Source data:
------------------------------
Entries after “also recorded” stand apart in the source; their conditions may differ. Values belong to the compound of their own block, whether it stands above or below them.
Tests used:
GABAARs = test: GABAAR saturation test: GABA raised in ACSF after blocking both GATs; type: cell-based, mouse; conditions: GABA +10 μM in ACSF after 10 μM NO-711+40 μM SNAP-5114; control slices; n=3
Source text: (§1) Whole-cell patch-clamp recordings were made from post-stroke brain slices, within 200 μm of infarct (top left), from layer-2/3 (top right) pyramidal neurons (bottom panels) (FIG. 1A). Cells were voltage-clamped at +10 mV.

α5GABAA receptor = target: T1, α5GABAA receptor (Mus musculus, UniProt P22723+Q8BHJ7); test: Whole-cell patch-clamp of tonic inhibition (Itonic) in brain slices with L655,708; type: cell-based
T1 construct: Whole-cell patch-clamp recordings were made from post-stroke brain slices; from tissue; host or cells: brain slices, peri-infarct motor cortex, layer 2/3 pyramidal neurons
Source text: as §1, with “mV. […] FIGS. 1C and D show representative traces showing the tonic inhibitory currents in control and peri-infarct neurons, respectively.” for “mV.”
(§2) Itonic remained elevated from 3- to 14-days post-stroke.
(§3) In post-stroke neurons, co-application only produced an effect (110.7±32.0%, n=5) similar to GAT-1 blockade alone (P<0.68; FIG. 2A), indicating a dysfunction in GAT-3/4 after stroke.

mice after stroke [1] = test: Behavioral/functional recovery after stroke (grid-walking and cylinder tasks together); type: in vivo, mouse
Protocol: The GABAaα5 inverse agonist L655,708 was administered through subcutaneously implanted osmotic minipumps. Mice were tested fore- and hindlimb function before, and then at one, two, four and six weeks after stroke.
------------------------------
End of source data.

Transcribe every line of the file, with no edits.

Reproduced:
Entries after “also recorded” stand apart in the source; their conditions may differ. Values belong to the compound of their own block, whether it stands above or below them.
Tests used:
GABAARs = test: GABAAR saturation test: GABA raised in ACSF after blocking both GATs; type: cell-based, mouse; conditions: GABA +10 μM in ACSF after 10 μM NO-711+40 μM SNAP-5114; control slices; n=3
Source text: (§1) Whole-cell patch-clamp recordings were made from post-stroke brain slices, within 200 μm of infarct (top left), from layer-2/3 (top right) pyramidal neurons (bottom panels) (FIG. 1A). Cells were voltage-clamped at +10 mV.

α5GABAA receptor = target: T1, α5GABAA receptor (Mus musculus, UniProt P22723+Q8BHJ7); test: Whole-cell patch-clamp of tonic inhibition (Itonic) in brain slices with L655,708; type: cell-based
T1 construct: Whole-cell patch-clamp recordings were made from post-stroke brain slices; from tissue; host or cells: brain slices, peri-infarct motor cortex, layer 2/3 pyramidal neurons
Source text: as §1, with “mV. […] FIGS. 1C and D show representative traces showing the tonic inhibitory currents in control and peri-infarct neurons, respectively.” for “mV.”
(§2) Itonic remained elevated from 3- to 14-days post-stroke.
(§3) In post-stroke neurons, co-application only produced an effect (110.7±32.0%, n=5) similar to GAT-1 blockade alone (P<0.68; FIG. 2A), indicating a dysfunction in GAT-3/4 after stroke.

mice after stroke [1] = test: Behavioral/functional recovery after stroke (grid-walking and cylinder tasks together); type: in vivo, mouse
Protocol: The GABAaα5 inverse agonist L655,708 was administered through subcutaneously implanted osmotic minipumps. Mice were tested fore- and hindlimb function before, and then at one, two, four and six weeks after stroke.